THERE are fears that domestic abuse and violence may be going unreported during the lockdown.

Sussex Police say there has been a slight drop across the county which they had not expected, but say it may be harder for those at risk to come forward.

A specialist team of officers has been set up to support people, while police have set up an awareness campaign at supermarkets.

New technology such as video conferencing has been set up to allow victims of abuse and violence to speak to detectives when it is not possible to speak face to face.

Meanwhile the local resolution team has taken on extra duties and, unlike a normal response officer on the beat, they can stay with victims for longer.

They will use patrol cars which have been set aside for police to respond to those in need.

Detective Superintendent Steve Rayland said there has been a drop in the number of reports of domestic abuse during the lockdown.

But typical cases the police are responding to are abuse and arguments over access to children between separated parents.

There have also been examples of victims using Clare’s Law where people can see if their partner has a previous conviction for abuse or violence to anyone in an old relationship.

Det Supt Rayland said: “We are concerned as we would have expected to see a rise in the period between March and now.

“The public may not be able to contact us. I would say that if anyone has concerns over friends, family members, or a neighbour, if they hear screaming or shouting from an address and think it might be domestic abuse, then please contact us.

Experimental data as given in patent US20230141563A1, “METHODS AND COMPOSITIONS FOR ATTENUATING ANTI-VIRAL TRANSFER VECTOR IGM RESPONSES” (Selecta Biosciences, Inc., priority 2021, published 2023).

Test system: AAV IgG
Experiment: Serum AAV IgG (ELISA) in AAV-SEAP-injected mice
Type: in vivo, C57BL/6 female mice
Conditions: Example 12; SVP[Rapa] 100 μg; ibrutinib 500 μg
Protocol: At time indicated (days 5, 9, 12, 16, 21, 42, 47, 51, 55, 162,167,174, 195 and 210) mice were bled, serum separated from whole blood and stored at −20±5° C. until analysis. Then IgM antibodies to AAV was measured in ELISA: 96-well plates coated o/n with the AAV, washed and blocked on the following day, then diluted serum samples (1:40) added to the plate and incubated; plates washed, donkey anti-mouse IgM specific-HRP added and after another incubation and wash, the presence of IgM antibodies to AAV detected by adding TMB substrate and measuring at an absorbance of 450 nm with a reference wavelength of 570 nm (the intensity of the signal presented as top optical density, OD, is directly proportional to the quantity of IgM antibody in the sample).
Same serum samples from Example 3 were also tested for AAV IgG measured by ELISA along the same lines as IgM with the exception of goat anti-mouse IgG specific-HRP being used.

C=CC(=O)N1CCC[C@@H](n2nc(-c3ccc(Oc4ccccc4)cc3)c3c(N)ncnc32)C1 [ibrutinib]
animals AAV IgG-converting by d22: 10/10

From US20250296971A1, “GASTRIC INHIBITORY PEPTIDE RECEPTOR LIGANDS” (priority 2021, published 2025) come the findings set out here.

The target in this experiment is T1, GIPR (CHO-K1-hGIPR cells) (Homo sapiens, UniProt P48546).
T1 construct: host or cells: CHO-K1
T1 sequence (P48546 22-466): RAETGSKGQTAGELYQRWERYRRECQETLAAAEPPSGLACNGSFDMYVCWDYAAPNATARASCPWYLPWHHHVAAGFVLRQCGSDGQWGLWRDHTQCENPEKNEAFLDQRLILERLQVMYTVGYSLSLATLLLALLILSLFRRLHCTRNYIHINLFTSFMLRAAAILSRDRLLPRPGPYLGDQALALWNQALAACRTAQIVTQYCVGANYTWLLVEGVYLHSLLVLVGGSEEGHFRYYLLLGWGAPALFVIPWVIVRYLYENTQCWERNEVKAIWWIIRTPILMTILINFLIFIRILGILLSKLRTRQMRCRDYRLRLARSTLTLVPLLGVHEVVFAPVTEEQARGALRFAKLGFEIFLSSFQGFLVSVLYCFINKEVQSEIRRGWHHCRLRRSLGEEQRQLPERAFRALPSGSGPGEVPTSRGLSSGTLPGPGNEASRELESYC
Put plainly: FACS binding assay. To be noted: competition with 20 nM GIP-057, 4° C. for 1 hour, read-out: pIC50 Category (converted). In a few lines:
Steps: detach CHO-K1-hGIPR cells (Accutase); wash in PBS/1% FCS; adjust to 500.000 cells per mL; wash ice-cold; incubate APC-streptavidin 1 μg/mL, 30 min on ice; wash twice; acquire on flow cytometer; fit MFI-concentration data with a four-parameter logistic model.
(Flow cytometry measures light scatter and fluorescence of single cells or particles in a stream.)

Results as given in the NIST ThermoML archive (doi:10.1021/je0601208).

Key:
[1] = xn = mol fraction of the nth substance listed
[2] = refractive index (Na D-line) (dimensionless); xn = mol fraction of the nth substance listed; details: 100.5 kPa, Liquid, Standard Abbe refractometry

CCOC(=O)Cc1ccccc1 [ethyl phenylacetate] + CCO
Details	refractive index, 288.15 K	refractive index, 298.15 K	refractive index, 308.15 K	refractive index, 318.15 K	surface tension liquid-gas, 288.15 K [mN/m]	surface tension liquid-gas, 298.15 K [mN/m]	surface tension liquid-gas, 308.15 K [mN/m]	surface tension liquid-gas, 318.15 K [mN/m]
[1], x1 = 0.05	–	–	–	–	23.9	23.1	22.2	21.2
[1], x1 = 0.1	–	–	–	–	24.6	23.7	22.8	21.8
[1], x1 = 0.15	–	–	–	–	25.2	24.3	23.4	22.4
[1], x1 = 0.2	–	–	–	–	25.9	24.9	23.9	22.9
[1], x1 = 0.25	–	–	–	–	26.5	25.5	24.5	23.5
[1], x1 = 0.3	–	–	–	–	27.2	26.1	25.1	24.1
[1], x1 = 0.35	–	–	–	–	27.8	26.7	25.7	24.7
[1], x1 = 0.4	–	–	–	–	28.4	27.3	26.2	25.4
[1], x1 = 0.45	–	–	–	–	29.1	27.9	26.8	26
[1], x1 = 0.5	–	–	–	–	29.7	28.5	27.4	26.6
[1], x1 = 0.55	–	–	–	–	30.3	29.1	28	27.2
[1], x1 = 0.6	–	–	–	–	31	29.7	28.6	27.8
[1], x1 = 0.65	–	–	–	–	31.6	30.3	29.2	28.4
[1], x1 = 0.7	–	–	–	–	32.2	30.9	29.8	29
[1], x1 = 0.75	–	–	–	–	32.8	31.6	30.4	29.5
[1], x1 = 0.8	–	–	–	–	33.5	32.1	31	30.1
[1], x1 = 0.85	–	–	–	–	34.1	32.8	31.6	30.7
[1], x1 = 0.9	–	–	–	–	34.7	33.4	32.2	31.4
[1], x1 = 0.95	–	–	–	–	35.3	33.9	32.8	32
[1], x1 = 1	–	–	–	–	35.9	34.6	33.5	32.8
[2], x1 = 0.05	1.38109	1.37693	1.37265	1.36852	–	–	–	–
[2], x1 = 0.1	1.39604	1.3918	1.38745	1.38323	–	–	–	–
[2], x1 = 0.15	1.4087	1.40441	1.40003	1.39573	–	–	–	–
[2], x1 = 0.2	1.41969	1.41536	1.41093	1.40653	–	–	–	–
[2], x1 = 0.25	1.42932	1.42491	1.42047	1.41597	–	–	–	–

“Our primary objective is to leave any victims feeling safer.”

He said an awareness campaign has been set up and will visit supermarkets to alert potential victims about ways to contact the police safely to get support.

Supermarkets remain open and can still be one of the few sites where people can get respite and feel confident enough to come forward, he said.

The resolution team officers are trained to give guidance to anyone who may be at risk.

Meanwhile Detective Inspector Chris Thompson said video conferencing is also a new way that people in distress can contact police and get help. He said officers watching can gather evidence and ask for further intervention if needed.

Det Supt Rayland said that prosecutions will continue, with police able to use powers such as Domestic Violence Protection Notices if needed.

He said: “Domestic abuse is still a priority for us. We will continue to respond and take robust action against those committing domestic abuse.”

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